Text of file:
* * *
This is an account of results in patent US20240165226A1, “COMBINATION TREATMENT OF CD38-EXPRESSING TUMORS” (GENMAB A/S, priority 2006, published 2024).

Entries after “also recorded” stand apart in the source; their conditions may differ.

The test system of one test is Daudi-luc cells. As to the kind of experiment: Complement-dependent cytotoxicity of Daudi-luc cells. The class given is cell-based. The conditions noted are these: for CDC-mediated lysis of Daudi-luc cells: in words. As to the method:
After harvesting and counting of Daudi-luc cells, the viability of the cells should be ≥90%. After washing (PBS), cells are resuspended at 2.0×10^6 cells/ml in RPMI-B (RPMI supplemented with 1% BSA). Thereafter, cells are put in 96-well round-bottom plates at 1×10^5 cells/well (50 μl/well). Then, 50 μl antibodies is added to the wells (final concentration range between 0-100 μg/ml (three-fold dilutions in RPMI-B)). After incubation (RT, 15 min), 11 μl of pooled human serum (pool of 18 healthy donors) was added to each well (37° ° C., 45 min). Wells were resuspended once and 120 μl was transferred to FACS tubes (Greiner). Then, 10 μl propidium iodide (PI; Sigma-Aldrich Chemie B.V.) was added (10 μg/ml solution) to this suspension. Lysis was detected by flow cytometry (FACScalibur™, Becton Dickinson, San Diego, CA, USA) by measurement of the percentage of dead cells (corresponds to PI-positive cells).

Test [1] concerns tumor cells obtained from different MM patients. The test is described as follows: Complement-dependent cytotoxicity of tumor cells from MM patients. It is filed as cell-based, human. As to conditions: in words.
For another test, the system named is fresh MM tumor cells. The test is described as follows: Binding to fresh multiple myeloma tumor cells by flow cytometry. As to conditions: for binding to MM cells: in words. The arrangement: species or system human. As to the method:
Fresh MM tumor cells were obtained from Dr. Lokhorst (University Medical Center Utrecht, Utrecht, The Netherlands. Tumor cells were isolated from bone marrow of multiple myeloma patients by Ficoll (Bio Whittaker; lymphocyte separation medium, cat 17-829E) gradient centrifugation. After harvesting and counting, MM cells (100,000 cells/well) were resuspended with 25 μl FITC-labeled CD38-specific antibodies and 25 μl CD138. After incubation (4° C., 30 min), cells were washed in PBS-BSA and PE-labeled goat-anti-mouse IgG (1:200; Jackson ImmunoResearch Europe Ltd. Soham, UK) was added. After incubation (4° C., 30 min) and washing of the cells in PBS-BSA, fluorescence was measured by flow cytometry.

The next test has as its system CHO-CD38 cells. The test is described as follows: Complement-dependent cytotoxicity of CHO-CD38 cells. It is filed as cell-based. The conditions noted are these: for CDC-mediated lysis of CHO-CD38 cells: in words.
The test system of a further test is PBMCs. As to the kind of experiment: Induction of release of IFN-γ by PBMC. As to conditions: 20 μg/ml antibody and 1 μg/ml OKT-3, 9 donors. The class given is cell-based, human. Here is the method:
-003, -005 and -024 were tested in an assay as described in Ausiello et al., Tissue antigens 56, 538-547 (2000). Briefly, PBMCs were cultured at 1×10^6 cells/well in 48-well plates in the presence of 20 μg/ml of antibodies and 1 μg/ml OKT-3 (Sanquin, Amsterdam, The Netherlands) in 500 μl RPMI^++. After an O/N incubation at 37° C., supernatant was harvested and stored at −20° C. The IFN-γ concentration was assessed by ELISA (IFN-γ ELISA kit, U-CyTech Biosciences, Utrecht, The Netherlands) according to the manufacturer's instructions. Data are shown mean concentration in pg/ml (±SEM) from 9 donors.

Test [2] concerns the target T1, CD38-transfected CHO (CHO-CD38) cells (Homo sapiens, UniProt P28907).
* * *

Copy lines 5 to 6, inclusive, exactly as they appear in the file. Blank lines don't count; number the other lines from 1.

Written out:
Test [1] concerns tumor cells obtained from different MM patients. The test is described as follows: Complement-dependent cytotoxicity of tumor cells from MM patients. It is filed as cell-based, human. As to conditions: in words.
For another test, the system named is fresh MM tumor cells. The test is described as follows: Binding to fresh multiple myeloma tumor cells by flow cytometry. As to conditions: for binding to MM cells: in words. The arrangement: species or system human. As to the method: